Wednesday, 7 January 2015

Children in Merseyside to spot the wildlife in their playgrounds

RSPB’s Big Schools’ Birdwatch – 5 January - 13 February

It’s back – the RSPB’s Big Schools’ Birdwatch has started, with children across Merseyside peering out of their classroom windows to take part in the world’s biggest school wildlife survey.

Running from 5 January-13 February 2015, the survey encourages schoolchildren of all ages, and their teachers, to count the birds in their school grounds for one hour of one day. Each school’s findings will help the RSPB’s experts to build a picture of bird populations and monitor any changes.

Last year, more than 70,000 pupils and teachers across the UK took part in the Big Schools’ Birdwatch, which revealed the blackbird as the most commonly seen bird in school grounds, with 85% of schools seeing an average of five.

Now the RSPB is looking forward to receiving this year’s school wildlife sightings, which also contribute to the results of the RSPB’s annual Big Garden Birdwatch – the biggest wildlife survey in the world, which takes place on 24-25 January.

Siobhan McGuigan, RSPB Regional Youth Development Officer in Northern England, said: “Taking part in the RSPB’s Big Schools’ Birdwatch is a fantastic excuse to stare out of the classroom window and discover much more about the wildlife which visits your playground. It only takes an hour and can be held anytime between now and 13 February.
“By keeping a look out and making a note of the different kinds of birds, children will not only improve their observation skills and enjoy a great learning experience, but they will also be encouraged to want to help to give nature a home, which is fantastic.”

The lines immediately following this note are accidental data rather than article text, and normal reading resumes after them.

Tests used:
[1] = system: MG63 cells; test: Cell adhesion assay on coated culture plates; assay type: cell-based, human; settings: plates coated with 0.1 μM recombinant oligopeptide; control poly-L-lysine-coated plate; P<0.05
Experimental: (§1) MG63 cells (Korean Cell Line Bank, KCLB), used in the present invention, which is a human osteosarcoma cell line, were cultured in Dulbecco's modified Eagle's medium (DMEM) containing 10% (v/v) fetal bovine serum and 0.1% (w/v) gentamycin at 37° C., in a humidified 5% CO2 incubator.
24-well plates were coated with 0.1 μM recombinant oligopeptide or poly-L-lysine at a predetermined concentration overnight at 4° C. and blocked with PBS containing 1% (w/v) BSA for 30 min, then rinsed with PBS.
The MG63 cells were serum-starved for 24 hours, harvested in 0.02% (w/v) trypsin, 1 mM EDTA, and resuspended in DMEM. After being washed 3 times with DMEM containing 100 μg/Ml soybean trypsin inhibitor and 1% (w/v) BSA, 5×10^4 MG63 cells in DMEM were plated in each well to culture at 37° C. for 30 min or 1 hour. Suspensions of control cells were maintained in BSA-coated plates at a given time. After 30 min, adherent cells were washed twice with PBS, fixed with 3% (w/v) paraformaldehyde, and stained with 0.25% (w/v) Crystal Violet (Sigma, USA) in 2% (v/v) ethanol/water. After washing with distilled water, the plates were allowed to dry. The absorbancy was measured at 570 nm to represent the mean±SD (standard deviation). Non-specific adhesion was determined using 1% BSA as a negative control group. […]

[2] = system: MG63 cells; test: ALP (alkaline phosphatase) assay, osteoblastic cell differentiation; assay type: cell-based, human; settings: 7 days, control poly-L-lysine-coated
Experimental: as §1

There is still time for schools to sign up to take part in the Birdwatch. Teachers, helpers or children don’t need to be experts to take part in the survey. Everything a teacher would need to plan a fantastic Birdwatch, and develop their children’s knowledge and interest in the birds they see everyday, is available to download, including guidance notes, recipes, things to make and counting charts.

Siobhan added: “There’s plenty of flexibility for schools to run the survey as simply as they would like, or as the centrepiece of cross-curricular studies, project work or as part of work to improve their school grounds.

“It’s fun, easy and simple to set up, it works for all ages, and even if it’s a dull, rainy January day, you can still gaze out of the classroom window and see a flash of colour. We hope as many schools as possible in Merseyside will take part in this great event and, don’t forget, the Birdwatch can also be adapted for youth groups such as Brownies and Cubs.”

The RSPB has also produced specially designed resources for under-5s, children aged five to eleven and for those aged 11 and above.

For further information on Big Schools’ Birdwatch, visit and for more information on the Big Garden Birdwatch, visit

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